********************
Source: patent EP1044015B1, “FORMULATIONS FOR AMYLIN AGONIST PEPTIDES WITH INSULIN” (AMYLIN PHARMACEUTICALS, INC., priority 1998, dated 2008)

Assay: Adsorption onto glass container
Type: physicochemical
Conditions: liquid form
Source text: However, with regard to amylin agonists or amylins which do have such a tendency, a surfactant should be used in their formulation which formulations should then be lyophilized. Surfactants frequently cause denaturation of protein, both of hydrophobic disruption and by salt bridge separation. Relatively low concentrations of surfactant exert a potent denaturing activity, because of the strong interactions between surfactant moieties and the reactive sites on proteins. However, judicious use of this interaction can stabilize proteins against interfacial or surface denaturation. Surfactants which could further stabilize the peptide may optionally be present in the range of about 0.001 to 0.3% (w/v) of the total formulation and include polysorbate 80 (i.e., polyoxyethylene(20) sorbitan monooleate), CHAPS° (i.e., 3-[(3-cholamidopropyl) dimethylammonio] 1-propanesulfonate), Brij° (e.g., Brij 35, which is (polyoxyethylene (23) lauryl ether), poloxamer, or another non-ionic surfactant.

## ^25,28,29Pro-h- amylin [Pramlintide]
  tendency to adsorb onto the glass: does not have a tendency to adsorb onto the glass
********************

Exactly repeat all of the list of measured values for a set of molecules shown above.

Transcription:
Source: patent EP1044015B1, “FORMULATIONS FOR AMYLIN AGONIST PEPTIDES WITH INSULIN” (AMYLIN PHARMACEUTICALS, INC., priority 1998, dated 2008)

Assay: Adsorption onto glass container
Type: physicochemical
Conditions: liquid form
Source text: However, with regard to amylin agonists or amylins which do have such a tendency, a surfactant should be used in their formulation which formulations should then be lyophilized. Surfactants frequently cause denaturation of protein, both of hydrophobic disruption and by salt bridge separation. Relatively low concentrations of surfactant exert a potent denaturing activity, because of the strong interactions between surfactant moieties and the reactive sites on proteins. However, judicious use of this interaction can stabilize proteins against interfacial or surface denaturation. Surfactants which could further stabilize the peptide may optionally be present in the range of about 0.001 to 0.3% (w/v) of the total formulation and include polysorbate 80 (i.e., polyoxyethylene(20) sorbitan monooleate), CHAPS° (i.e., 3-[(3-cholamidopropyl) dimethylammonio] 1-propanesulfonate), Brij° (e.g., Brij 35, which is (polyoxyethylene (23) lauryl ether), poloxamer, or another non-ionic surfactant.

## ^25,28,29Pro-h- amylin [Pramlintide]
  tendency to adsorb onto the glass: does not have a tendency to adsorb onto the glass